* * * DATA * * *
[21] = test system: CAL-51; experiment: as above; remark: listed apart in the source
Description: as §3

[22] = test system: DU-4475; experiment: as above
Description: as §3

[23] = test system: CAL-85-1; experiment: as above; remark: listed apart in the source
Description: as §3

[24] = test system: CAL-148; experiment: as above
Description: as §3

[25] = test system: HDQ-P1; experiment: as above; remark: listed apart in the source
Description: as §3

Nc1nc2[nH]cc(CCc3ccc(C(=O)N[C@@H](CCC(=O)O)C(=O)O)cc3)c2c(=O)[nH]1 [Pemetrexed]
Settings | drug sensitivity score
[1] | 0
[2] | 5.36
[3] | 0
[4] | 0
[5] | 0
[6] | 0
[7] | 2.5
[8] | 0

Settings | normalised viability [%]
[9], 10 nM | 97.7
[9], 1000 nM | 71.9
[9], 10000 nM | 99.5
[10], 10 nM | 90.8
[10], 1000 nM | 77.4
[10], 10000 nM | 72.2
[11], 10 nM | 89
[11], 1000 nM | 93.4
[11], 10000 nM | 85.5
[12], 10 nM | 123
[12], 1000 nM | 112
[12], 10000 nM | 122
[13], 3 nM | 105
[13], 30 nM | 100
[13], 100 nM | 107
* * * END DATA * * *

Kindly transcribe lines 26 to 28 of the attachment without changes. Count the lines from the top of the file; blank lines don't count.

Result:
[10], 1000 nM | 77.4
[10], 10000 nM | 72.2
[11], 10 nM | 89